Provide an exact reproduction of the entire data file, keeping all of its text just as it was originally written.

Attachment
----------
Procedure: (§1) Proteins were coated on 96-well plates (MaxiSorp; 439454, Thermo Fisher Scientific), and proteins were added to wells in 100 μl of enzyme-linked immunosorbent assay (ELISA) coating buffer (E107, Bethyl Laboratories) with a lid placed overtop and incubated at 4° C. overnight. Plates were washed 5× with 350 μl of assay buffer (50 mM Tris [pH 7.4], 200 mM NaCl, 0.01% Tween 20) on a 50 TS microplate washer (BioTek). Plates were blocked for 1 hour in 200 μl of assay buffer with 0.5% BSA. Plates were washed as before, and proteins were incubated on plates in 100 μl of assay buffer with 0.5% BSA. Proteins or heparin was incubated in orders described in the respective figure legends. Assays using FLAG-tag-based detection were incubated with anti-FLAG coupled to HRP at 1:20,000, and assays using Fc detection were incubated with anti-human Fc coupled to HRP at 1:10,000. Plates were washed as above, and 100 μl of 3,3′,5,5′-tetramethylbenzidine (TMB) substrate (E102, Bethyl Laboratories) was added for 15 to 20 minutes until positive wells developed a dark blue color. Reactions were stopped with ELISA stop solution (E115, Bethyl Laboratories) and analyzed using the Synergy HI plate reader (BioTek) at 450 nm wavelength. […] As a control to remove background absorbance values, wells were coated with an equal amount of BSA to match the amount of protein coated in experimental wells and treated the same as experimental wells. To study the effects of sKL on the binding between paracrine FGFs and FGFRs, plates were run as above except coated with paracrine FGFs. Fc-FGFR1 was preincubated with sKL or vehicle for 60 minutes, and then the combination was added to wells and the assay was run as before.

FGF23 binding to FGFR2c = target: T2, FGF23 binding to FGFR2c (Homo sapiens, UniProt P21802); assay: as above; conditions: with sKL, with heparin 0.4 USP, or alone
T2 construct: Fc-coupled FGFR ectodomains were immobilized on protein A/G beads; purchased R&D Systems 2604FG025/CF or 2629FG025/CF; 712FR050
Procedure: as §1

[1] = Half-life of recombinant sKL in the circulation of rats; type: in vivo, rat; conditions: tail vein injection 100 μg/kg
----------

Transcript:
Procedure: (§1) Proteins were coated on 96-well plates (MaxiSorp; 439454, Thermo Fisher Scientific), and proteins were added to wells in 100 μl of enzyme-linked immunosorbent assay (ELISA) coating buffer (E107, Bethyl Laboratories) with a lid placed overtop and incubated at 4° C. overnight. Plates were washed 5× with 350 μl of assay buffer (50 mM Tris [pH 7.4], 200 mM NaCl, 0.01% Tween 20) on a 50 TS microplate washer (BioTek). Plates were blocked for 1 hour in 200 μl of assay buffer with 0.5% BSA. Plates were washed as before, and proteins were incubated on plates in 100 μl of assay buffer with 0.5% BSA. Proteins or heparin was incubated in orders described in the respective figure legends. Assays using FLAG-tag-based detection were incubated with anti-FLAG coupled to HRP at 1:20,000, and assays using Fc detection were incubated with anti-human Fc coupled to HRP at 1:10,000. Plates were washed as above, and 100 μl of 3,3′,5,5′-tetramethylbenzidine (TMB) substrate (E102, Bethyl Laboratories) was added for 15 to 20 minutes until positive wells developed a dark blue color. Reactions were stopped with ELISA stop solution (E115, Bethyl Laboratories) and analyzed using the Synergy HI plate reader (BioTek) at 450 nm wavelength. […] As a control to remove background absorbance values, wells were coated with an equal amount of BSA to match the amount of protein coated in experimental wells and treated the same as experimental wells. To study the effects of sKL on the binding between paracrine FGFs and FGFRs, plates were run as above except coated with paracrine FGFs. Fc-FGFR1 was preincubated with sKL or vehicle for 60 minutes, and then the combination was added to wells and the assay was run as before.

FGF23 binding to FGFR2c = target: T2, FGF23 binding to FGFR2c (Homo sapiens, UniProt P21802); assay: as above; conditions: with sKL, with heparin 0.4 USP, or alone
T2 construct: Fc-coupled FGFR ectodomains were immobilized on protein A/G beads; purchased R&D Systems 2604FG025/CF or 2629FG025/CF; 712FR050
Procedure: as §1

[1] = Half-life of recombinant sKL in the circulation of rats; type: in vivo, rat; conditions: tail vein injection 100 μg/kg